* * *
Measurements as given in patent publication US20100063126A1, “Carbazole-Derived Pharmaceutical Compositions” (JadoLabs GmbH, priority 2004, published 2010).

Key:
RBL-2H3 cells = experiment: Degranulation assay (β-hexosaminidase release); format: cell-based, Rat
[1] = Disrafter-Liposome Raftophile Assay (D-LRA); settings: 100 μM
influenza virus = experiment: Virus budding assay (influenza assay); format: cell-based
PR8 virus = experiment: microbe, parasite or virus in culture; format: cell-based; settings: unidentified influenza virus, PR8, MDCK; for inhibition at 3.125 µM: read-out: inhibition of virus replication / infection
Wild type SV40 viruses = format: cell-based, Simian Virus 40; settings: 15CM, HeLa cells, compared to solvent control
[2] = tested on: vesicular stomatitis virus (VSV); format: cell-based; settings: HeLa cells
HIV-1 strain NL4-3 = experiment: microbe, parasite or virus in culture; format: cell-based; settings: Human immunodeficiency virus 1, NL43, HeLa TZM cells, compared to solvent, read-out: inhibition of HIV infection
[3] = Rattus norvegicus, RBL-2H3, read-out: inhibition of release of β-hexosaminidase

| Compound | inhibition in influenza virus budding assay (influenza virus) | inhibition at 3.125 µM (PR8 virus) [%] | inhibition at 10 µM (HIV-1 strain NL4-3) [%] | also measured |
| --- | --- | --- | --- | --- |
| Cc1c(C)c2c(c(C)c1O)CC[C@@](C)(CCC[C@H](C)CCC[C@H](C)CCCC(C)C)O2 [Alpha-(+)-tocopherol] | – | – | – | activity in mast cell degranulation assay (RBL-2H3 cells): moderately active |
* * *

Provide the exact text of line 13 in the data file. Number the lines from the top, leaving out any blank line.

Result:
| Cc1c(C)c2c(c(C)c1O)CC[C@@](C)(CCC[C@H](C)CCC[C@H](C)CCCC(C)C)O2 [Alpha-(+)-tocopherol] | – | – | – | activity in mast cell degranulation assay (RBL-2H3 cells): moderately active |